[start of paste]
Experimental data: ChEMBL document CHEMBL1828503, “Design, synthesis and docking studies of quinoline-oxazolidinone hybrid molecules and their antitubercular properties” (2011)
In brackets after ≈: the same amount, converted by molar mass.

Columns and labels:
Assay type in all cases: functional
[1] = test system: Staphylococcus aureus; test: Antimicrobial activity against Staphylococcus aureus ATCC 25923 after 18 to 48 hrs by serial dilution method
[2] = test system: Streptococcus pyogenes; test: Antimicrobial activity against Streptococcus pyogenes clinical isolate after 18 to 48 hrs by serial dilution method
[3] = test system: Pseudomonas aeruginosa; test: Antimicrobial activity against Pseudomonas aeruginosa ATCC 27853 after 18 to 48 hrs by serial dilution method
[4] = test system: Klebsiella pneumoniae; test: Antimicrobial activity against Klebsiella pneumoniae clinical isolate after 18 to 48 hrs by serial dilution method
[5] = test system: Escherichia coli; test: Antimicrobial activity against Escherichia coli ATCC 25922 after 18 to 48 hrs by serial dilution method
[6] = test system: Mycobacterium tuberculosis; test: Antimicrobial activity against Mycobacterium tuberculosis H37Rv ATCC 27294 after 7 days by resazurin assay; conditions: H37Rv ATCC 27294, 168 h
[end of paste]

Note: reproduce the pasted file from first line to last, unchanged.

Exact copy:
Experimental data: ChEMBL document CHEMBL1828503, “Design, synthesis and docking studies of quinoline-oxazolidinone hybrid molecules and their antitubercular properties” (2011)
In brackets after ≈: the same amount, converted by molar mass.

Columns and labels:
Assay type in all cases: functional
[1] = test system: Staphylococcus aureus; test: Antimicrobial activity against Staphylococcus aureus ATCC 25923 after 18 to 48 hrs by serial dilution method
[2] = test system: Streptococcus pyogenes; test: Antimicrobial activity against Streptococcus pyogenes clinical isolate after 18 to 48 hrs by serial dilution method
[3] = test system: Pseudomonas aeruginosa; test: Antimicrobial activity against Pseudomonas aeruginosa ATCC 27853 after 18 to 48 hrs by serial dilution method
[4] = test system: Klebsiella pneumoniae; test: Antimicrobial activity against Klebsiella pneumoniae clinical isolate after 18 to 48 hrs by serial dilution method
[5] = test system: Escherichia coli; test: Antimicrobial activity against Escherichia coli ATCC 25922 after 18 to 48 hrs by serial dilution method
[6] = test system: Mycobacterium tuberculosis; test: Antimicrobial activity against Mycobacterium tuberculosis H37Rv ATCC 27294 after 7 days by resazurin assay; conditions: H37Rv ATCC 27294, 168 h